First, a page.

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The EMI 2001 Broadcast studio camera was an early, very successful British made Plumbicon studio camera that included the lens within the body of the camera. Four 30mm tubes allowed one tube to be dedicated solely to producing a relatively high resolution monochrome signal, with the other three tubes providing red, green and blue signals. Even though semiconductors were used in most of the camera, the highly sensitive head amplifiers still used thermionic valves in the first generation of the design.
Integrating the lens within the body of the camera had both positive and negative effects. On the positive side, it meant the optical nodal point of the camera was close to the centre of gravity, which could make operation easier and more instinctive when used on movable camera mounts such as pedestals. The downside was that lens manufacturers were limited to which lenses they could adapt to fit to the camera. This made the 2001 less attractive for outside broadcasts.
The 2001 was both heavy and large. The pull-out handles at each corner needed four people to safely move the camera with the lens in place. It also required a separate remote camera control unit and the cable connecting the two was over 2 inches thick. The standard servo controlled studio zoom lens had a 5 to 50 degree horizontal angle of view, with a minimum focus distance of either 36 inches (J type) or 18 inches (K type)
First produced in 1966, by the early 1970s almost all of BBC Television's studios and many outside broadcast (OB) units were equipped with the 2001. Several ITV companies purchased or leased the camera including Thames, Yorkshire Television, ATV, Granada, HTV, Anglia and LWT. Independent outfits such as the early cable television stations Rediffusion Cablevision, Sheffield Cablevision and the educational television arm of the Inner London Education Authority also purchased the camera.
Although there was no predicted lifespan for the camera, the heavy hot-running four-tube design was considered somewhat outdated even when it was new, which contributed to the camera's near-total failure to sell to broadcasters outside the UK. Several ITV companies had begun replacing them in the late-1970s with the last commercial operator (Thames) phasing them out in 1986. However the BBC kept a number of such cameras in operation at their Elstree Studios until 1991; they were kept going by cannibalising identical cameras left behind by ATV when the BBC purchased Elstree from them.
The EMI 2000 (as it was originally called) that was originally tried and tested by the BBC in 1967 used 30 mm integral mesh lead-oxide vidicons (vidicons are the tubes made by RCA) They were re-released a year latter using Plumbicons (Plumbicon is the trade mark for Philips lead-oxide tubes) It also used a themionic valve for the first stage of the video head amplifier. Unfortunately, the BBC technicians were disappointed by the picture results produced by the original testing model supplied to them in 1967. So disappointed in fact that they hesitantly bought 17 Marconi Mk VIIs in order to commence colour broadcasting on BBC2 on 1 July 1967 as the redesigned and renamed EMI 2001 would not be ready for the colour launch date on BBC2. EMI re-released the renamed 2001 (now with the option of separate mesh tubes, either Plumbicon or Leddicon (tubes made by EEV) and solid state (FET) head amplifiers) in early 1968 and the BBC moved their Marconi Mk VIIs to the weather, news and presentation studios from TC7 and TC8 in Television Centre.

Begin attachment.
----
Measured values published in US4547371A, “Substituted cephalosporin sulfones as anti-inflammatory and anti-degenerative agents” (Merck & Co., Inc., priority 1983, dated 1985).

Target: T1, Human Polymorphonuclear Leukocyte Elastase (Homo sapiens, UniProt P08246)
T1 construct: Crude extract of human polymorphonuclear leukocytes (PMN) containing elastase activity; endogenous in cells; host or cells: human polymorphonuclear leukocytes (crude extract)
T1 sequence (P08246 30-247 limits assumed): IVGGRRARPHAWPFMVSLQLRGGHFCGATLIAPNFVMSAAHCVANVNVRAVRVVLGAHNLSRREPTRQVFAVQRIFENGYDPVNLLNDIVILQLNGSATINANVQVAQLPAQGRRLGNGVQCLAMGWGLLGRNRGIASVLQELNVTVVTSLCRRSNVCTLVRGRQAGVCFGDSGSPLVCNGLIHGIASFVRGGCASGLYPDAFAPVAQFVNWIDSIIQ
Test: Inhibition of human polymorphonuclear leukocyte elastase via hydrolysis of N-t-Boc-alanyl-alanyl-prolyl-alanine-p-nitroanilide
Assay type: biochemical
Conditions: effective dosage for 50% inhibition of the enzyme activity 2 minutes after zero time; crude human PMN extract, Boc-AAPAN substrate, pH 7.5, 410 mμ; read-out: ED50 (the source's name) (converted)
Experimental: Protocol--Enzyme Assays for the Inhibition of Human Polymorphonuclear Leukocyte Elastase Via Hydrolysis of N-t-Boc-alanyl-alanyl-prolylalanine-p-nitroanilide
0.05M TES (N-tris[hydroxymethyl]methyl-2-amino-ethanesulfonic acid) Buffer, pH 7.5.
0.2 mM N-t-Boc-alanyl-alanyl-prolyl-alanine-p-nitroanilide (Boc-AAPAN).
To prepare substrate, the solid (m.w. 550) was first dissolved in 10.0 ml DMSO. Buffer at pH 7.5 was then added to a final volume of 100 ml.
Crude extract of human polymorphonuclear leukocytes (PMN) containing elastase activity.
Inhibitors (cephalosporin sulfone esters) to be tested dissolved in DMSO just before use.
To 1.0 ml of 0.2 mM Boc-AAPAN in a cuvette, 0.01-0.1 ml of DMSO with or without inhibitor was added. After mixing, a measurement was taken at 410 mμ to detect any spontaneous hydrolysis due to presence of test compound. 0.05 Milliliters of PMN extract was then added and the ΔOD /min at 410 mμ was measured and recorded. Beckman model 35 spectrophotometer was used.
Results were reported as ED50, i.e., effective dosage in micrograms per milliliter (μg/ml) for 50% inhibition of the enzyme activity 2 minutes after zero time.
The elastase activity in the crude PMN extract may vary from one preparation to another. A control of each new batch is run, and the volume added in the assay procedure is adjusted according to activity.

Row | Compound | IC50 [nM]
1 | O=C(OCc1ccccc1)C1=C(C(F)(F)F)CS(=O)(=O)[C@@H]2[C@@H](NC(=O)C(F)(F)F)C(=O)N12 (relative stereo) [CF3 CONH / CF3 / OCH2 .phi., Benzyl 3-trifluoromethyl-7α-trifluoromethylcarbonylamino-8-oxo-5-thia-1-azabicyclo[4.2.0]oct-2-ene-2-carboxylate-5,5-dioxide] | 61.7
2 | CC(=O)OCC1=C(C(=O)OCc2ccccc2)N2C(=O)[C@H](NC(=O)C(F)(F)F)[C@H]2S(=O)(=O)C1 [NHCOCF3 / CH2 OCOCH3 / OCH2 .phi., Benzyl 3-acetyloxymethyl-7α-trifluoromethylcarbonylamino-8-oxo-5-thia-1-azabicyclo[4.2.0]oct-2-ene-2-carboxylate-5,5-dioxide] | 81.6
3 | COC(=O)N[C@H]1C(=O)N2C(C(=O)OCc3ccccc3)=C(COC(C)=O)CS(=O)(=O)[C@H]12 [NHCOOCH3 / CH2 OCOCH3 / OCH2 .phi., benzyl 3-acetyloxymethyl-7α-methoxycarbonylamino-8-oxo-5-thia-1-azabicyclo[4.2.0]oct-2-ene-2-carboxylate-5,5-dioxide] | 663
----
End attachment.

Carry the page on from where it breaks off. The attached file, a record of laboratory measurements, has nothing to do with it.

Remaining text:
When sold abroad, the EMI 2001 was carried under the Thomson SA brand - hence "Thomson TH.T 2001". How this came about is unknown as EMI and Thomson SA did not have business links. The Thomson 2001's, like the EMI's, also used Plumbicons; however, due to a brochure which was printed in French, it was presumed that they used Vidicon tubes. But, apart from the silver viewfinder squares (instead of white) and the brand name change on the front and sides, the cameras were the same. In the United States, the cameras were marketed by International Video Corporation as the IVC/EMI 2001-B (four tubes), with another version, the IVC/EMI 2001-C, consisting of three tubes. Only one U.S. station is known to have purchased the 2001: WSNS-TV in Chicago, in the early years of its operation.
Generating the image
Unlike most colour tube cameras of the period, which combined the output from three colour tubes at the same stage before the signals left the camera and made white light by combining the output from all three colour tubes, and the Marconi MkVII, which added the output of the three colour tubes to the output from the luminance (black and white) tube, the EMI 2001 took the output of the green tube as a starting point for the picture, added the colour from the red and blue tubes and then added the output from the luminance tube. Unlike the others, the luminance tube in an EMI 2001 wasn't used for taking white light, but it was used for the sharpness and fine picture detail of whatever object was the subject to be taken.